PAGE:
Nowadays, a good deal of Friedman´s proposals is commonly agreed upon as being the main final targets a central bank should strive to achieve. The importance, however, that the big central banks attach each of these objectives, differs from institution to institution. Whereas Japan’s central bank primarily aims at “achieving price stability, thereby contributing to the sound development of the national economy” (see Bank of Japan 1997), the Fed’s mandate incorporates a broader range of objectives, namely “maximum employment, stable prices, and moderate long-term interest rates” (see The Federal Reserve Board 2008). So while the BoJ sees stabilizing the price level as its main responsibility, the Fed has three final targets of which price stability is merely one of them.
Achieving a certain final target, however, stands at the end of a rather long chain of monetary policy implementation, which consists of an operational target, an operational framework that enables the central bank to control the operational target and finally the use of monetary policy instruments in order to achieve the operational target. The connection between the operational target and the final target is made via an intermediate target, that can be controlled or at least influenced through the operational target and that has a stable relationship with the final target. In the particular case of the Fed and the BoJ, the operational target is in both cases the overnight market interest rate, which is called “federal funds rate” in the former and “uncollateralized overnight call rate” in the latter case. The operational framework determines the range of available instruments, the counterparts with whom a central bank should conduct business and the range of eligible collateral. All these aspects will be discussed in the following subchapters. The intermediate target is usually constituted by a monetary aggregate, M1 for example, though the importance of monetary aggregates as intermediate targets declined in recent years to some extend (Bindseil 2004, p. 7-9).
What now follows is a description of the instruments - including their requirements and the involved counterparties - modern central banks in general and the two monetary institutions discussed in detail use to exert control over short-term interest rates.
The following part outlines the general procedure as well as the specific characteristics of open market operations in the US and Japan prior to the introduction of QE. These operations, which are essential for the implementation of monetary policy, can be divided into two main subgroups, namely outright transactions and (reverse) repurchase agreements. Today, open market operations are regarded as the most important class of monetary policy instruments for influencing short-term interest rates. Though there are different types of such operations, they have some commonalities. In contrast to standing facilities, which will be discussed below, they are only conducted at the discretion of the central bank. Therefore, if one considers “ideal” open market operations, it is not possible for market participants to anticipate its implementation (see Bindseil 2004, p.145-147). In practice, however, many central banks (the ECB, for example) conduct (at least certain types of) open market operations on a regular basis (see ECB 2002, p. 7).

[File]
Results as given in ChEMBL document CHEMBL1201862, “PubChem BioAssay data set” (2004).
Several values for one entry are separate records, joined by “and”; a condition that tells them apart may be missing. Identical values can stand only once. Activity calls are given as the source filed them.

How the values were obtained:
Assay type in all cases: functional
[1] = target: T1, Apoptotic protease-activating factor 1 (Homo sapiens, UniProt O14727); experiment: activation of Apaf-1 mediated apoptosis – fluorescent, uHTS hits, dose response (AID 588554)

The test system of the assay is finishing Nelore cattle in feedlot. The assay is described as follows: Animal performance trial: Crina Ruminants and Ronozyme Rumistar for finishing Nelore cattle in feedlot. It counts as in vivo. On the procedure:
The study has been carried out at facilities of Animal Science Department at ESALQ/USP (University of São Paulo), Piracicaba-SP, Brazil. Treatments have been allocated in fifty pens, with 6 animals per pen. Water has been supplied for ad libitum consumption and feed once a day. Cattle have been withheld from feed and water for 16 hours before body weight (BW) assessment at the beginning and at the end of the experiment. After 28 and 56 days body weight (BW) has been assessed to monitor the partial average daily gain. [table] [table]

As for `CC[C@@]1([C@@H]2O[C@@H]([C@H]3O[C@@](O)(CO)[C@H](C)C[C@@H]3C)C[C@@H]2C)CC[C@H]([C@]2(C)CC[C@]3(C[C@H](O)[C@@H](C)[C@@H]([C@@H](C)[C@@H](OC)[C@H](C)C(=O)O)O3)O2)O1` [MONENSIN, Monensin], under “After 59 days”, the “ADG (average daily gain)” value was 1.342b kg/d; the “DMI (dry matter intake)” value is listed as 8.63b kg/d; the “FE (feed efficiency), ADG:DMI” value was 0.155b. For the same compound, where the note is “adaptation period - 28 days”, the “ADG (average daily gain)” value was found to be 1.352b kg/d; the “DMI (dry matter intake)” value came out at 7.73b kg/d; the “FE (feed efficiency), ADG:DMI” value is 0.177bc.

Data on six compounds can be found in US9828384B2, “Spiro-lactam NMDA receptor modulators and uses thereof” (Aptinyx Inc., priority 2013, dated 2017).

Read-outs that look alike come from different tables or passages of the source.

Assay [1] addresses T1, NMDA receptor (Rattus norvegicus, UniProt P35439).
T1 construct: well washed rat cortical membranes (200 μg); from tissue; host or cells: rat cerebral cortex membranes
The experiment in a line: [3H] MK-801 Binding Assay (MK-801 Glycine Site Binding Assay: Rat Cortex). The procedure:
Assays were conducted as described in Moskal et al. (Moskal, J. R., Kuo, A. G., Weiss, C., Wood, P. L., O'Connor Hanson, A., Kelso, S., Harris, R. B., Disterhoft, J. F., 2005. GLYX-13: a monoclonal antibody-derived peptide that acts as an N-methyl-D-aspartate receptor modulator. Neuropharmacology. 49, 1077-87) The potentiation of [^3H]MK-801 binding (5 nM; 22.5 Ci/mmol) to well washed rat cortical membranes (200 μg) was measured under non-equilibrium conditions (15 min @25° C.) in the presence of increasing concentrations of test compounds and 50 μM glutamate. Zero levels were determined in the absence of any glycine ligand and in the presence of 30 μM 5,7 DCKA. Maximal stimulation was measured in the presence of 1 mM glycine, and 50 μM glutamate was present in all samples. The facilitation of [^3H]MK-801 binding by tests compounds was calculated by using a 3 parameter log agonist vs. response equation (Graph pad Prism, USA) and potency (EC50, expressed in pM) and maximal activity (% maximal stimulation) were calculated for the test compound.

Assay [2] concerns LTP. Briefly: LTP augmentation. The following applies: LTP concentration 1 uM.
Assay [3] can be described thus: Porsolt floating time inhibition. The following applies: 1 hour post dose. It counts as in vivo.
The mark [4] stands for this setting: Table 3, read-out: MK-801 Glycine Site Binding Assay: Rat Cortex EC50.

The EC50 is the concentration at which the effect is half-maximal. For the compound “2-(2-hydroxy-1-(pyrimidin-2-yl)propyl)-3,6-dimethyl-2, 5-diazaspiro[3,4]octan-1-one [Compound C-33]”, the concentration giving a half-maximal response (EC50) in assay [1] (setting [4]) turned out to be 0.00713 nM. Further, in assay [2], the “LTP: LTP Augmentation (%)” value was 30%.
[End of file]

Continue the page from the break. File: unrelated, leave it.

Concerning the procedure of liquidity-provision or liquidity-absorption, regardless of the type of open market operation, fixed-rate or variable-rate tender procedures have become the main tool for open market transactions between the central banks and eligible counterparties. If, for instance, a monetary institution decides to provide liquidity through a fixed-rate tender, it pre- announces the interest rate at which the counterparties can submit the amounts they wish to obtain. Unfortunately, this procedure has some important limitations, mostly because counterparties tend to bid for larger amounts than they actually want to obtain since they know that the actual amount allotted to them is just a fraction of their initial bid. This problem can be avoided by applying variable-rate tenders, where bidders are asked to submit rate/quantity pairs, which results in a downward-sloping demand curve. Now the central bank has to choose a marginal rate. All bids that lie above this particular interest rate and a predetermined minimum bid rate will be fully allotted, whereas rate/quantity pairs below the marginal rate will be refused. Bids that have been submitted exactly at the marginal rate will be allotted concerning to an allotment ratio that has to be specified by the central bank. The counterpart to fixed-rate as well as variable-rate tenders are bilateral operations, where the central bank engages directly with one or more counterparties, which could also include sales on the stock exchange. However, this kind of transaction procedure is barely used (see Bindseil 2004, p.162-163).
Regarding the different types of open market operations, outright transactions, which include purchases or sales of securities, are primarily used for structural liquidity-provision or for liquidity-absorption from the banking system. In general, both the Fed and the BoJ try to avoid draining reserves by creating a so called “structural liquidity deficit”, whereby they inject less liquidity through outright purchases than is demanded so that there ideally remains a constant need to add reserves, which is typically done via reverse operations (see Bindseil 2004, p.154-155 and BIS 2001, p. 17-18).